John McAslan + Partners has picked up the World and Transport Architect of the Year Awards at a ceremony held last night, 5 November, at the Intercontinental Hotel, Park Lane, London. Tony Skipper, Managing Director at John McAslan + Partners, who accepted the awards on behalf of the practice, said, “We are thrilled to have John McAslan + Partners’ work recognized by the AYA and it is wonderful for our teams who have all been working incredibly hard. It has been a tough time for the architectural profession over the past year, so it is also important to congratulate everyone on the shortlist, which displays a fantastically diverse range of quality architecture.”
John McAslan + Partners has been operating internationally for many years. JMP’s most challenging recent pro bono project, set up through the $100m Clinton Hunter Development Initiative in Malawi, supports the Malawi government’s scheme to develop free primary education for all children in well-designed buildings. The first target was to provide 10 buildings across three sites, with a typical classroom block budgeted to cost a maximum of $20,000. The schools are now set to be rolled out across the country. In many of its projects, John McAslan + Partners - using up to 10% of its pretax profits - has set up linked pro bono schemes, some working in partnership with the Clinton Global Initiative, including a Strategic Development Framework for the School of Genocide Studies in Kigali, Rwanda, as part of the world-renowned Kigali Memorial Centre.
JMP is leading the remodelling and transformation of the historic centre of the Stanislavsky family in Moscow for new uses, as well as completing a prominent mixed-use and residential building. The practice has also recently completed the new British Embassy in Algiers, the first embassy building to have been assessed for its sustainability using BREEAM criteria, despite Algeria’s extreme climatic conditions. JMP has also designed 10 new metro stations in Delhi, India.
Of the World Architect of the Year award, the judges said that JMP “stood out in particular for the strong connection that was evident between the architecture, the place and the people. The world in 2009 is a very different place to the world in 2007 and the work submitted by John McAslan’s office exemplified a real commitment to sustainable development at every level."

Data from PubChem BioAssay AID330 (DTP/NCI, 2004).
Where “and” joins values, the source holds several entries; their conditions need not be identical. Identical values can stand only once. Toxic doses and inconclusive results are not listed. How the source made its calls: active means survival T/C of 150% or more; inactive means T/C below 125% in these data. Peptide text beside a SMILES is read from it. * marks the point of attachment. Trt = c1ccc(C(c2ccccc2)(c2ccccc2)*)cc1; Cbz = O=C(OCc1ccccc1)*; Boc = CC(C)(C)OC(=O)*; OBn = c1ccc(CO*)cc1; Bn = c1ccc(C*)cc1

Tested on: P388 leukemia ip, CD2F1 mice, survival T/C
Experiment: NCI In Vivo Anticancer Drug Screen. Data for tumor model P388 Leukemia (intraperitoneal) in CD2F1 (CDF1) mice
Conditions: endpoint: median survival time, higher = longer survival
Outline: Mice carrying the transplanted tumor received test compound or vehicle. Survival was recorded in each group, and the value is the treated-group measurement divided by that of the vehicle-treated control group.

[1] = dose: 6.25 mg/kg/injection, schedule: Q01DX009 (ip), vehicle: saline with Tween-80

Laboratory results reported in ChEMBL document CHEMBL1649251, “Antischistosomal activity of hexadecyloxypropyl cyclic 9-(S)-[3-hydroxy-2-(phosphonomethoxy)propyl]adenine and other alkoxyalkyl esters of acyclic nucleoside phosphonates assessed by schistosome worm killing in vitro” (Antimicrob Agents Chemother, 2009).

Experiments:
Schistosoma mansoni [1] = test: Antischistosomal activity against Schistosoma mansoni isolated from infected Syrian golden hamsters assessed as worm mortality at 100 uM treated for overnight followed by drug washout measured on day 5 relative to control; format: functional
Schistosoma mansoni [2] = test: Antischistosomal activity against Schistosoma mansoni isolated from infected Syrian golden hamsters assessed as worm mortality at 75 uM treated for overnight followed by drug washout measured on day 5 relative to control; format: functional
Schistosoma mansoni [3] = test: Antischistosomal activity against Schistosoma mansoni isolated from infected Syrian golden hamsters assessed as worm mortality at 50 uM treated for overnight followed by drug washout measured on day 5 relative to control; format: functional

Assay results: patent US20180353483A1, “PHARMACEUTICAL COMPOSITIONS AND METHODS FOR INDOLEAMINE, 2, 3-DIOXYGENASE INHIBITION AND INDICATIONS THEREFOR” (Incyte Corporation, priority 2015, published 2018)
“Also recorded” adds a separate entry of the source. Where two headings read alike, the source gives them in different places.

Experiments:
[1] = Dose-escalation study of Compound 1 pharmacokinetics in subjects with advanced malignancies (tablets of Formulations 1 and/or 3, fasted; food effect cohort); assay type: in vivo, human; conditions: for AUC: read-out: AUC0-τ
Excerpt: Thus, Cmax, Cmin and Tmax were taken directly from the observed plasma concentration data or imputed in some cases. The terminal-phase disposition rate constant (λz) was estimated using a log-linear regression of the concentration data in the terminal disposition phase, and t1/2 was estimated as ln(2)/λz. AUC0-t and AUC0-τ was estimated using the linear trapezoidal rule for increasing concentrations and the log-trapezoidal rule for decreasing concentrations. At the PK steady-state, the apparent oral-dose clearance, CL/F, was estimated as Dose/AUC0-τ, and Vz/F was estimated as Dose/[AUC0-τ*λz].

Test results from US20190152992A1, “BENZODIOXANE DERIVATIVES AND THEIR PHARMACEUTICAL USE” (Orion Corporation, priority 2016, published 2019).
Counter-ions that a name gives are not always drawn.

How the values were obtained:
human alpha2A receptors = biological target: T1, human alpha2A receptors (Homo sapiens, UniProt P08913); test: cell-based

The accolade for Transport Architect of the Year was given for a portfolio of projects. The practice is currently working on the £450M development of the Grade I listed King’s Cross station in the heart of London, a project that forms the centrepiece of what will be the most significant piece of urban regeneration in Europe.
It has also been chosen to work on the current Crossrail development in London to design the new Crossrail Station at the Bond Street. JMP’s massive and ongoing Oxford Road Corridor masterplan in Manchester, and the recent Oxford Street Transit Study in London, have proposed new surface transport systems that would not only re-cast traffic flows, but give these two vitally important thoroughfares an entirely new and revitalised character. The practice has also designed 10 stations for the Delhi Metro.
The judges commented that they were “impressed by the diversity and consistent high quality of the work from John McAslan & Partners. Bold gateway projects require bold designs — whether they are in conservation areas, such as at King’s Cross, or in the pulsing heart of New Delhi — and that is what McAslan delivered. While journeys are about efficiency and getting from A to B, the judges felt that McAslan also offered the experience of an architectural journey. Finally, the judges applauded the fact that each of the designs was faithful to its social context and celebrated the aspirations of the community it served.”